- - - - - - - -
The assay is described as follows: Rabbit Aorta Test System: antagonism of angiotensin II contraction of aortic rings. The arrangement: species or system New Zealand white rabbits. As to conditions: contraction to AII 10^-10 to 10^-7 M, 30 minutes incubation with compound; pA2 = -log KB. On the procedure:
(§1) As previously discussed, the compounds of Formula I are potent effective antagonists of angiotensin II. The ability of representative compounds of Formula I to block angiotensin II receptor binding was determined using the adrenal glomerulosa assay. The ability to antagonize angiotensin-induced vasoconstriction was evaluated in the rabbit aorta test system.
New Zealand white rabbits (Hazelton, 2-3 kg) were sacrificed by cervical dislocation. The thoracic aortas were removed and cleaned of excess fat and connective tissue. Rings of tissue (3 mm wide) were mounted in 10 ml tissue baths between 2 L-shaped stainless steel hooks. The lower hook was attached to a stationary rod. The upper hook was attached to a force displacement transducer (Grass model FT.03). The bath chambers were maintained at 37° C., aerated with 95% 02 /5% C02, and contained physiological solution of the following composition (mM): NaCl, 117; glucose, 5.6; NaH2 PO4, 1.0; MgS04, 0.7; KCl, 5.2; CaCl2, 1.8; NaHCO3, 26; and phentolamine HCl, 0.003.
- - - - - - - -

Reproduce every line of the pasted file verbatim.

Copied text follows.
The assay is described as follows: Rabbit Aorta Test System: antagonism of angiotensin II contraction of aortic rings. The arrangement: species or system New Zealand white rabbits. As to conditions: contraction to AII 10^-10 to 10^-7 M, 30 minutes incubation with compound; pA2 = -log KB. On the procedure:
(§1) As previously discussed, the compounds of Formula I are potent effective antagonists of angiotensin II. The ability of representative compounds of Formula I to block angiotensin II receptor binding was determined using the adrenal glomerulosa assay. The ability to antagonize angiotensin-induced vasoconstriction was evaluated in the rabbit aorta test system.
New Zealand white rabbits (Hazelton, 2-3 kg) were sacrificed by cervical dislocation. The thoracic aortas were removed and cleaned of excess fat and connective tissue. Rings of tissue (3 mm wide) were mounted in 10 ml tissue baths between 2 L-shaped stainless steel hooks. The lower hook was attached to a stationary rod. The upper hook was attached to a force displacement transducer (Grass model FT.03). The bath chambers were maintained at 37° C., aerated with 95% 02 /5% C02, and contained physiological solution of the following composition (mM): NaCl, 117; glucose, 5.6; NaH2 PO4, 1.0; MgS04, 0.7; KCl, 5.2; CaCl2, 1.8; NaHCO3, 26; and phentolamine HCl, 0.003.